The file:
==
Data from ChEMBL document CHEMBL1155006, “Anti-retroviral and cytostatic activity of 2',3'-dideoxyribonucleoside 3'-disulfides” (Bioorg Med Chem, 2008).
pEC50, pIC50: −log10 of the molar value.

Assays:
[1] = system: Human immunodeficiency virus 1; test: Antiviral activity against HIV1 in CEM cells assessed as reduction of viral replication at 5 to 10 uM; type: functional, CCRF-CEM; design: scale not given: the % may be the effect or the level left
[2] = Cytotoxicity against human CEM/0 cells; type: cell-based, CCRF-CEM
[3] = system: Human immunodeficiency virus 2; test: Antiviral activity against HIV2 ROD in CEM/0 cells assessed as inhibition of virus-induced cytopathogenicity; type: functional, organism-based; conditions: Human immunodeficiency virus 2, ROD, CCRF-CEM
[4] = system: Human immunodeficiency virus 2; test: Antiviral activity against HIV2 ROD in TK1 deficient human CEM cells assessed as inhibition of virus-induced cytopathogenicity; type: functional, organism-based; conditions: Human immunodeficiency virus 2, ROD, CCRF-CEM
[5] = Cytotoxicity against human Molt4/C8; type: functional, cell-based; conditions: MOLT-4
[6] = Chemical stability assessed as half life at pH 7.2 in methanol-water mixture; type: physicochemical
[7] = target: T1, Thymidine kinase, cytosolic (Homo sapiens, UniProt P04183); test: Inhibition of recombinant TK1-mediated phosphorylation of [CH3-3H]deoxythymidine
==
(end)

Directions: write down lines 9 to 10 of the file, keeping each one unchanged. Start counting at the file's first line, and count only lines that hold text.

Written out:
[6] = Chemical stability assessed as half life at pH 7.2 in methanol-water mixture; type: physicochemical
[7] = target: T1, Thymidine kinase, cytosolic (Homo sapiens, UniProt P04183); test: Inhibition of recombinant TK1-mediated phosphorylation of [CH3-3H]deoxythymidine